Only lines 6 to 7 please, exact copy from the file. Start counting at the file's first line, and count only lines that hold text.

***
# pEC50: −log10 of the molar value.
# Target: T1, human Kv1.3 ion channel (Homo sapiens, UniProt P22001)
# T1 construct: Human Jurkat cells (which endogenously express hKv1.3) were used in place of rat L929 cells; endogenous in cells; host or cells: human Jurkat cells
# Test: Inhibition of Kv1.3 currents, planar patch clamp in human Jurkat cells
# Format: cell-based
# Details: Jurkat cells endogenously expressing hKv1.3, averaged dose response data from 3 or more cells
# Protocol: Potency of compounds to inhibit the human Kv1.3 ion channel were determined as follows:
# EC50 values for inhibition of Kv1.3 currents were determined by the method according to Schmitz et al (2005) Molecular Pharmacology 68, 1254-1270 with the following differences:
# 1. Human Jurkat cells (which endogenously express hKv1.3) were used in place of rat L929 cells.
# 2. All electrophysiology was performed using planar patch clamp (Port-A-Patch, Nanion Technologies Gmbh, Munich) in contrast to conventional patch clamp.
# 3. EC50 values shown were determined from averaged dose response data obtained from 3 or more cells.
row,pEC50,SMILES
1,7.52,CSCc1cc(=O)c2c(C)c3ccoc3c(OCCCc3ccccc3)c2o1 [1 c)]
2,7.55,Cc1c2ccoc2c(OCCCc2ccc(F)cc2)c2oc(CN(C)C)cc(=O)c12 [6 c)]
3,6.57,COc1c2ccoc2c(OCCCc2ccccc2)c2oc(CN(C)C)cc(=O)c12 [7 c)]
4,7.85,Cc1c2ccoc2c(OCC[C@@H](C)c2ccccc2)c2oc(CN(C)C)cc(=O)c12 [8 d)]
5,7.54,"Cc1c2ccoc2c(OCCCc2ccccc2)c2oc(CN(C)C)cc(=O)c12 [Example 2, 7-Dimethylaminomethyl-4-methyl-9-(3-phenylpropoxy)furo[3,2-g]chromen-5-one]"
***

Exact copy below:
# Details: Jurkat cells endogenously expressing hKv1.3, averaged dose response data from 3 or more cells
# Protocol: Potency of compounds to inhibit the human Kv1.3 ion channel were determined as follows: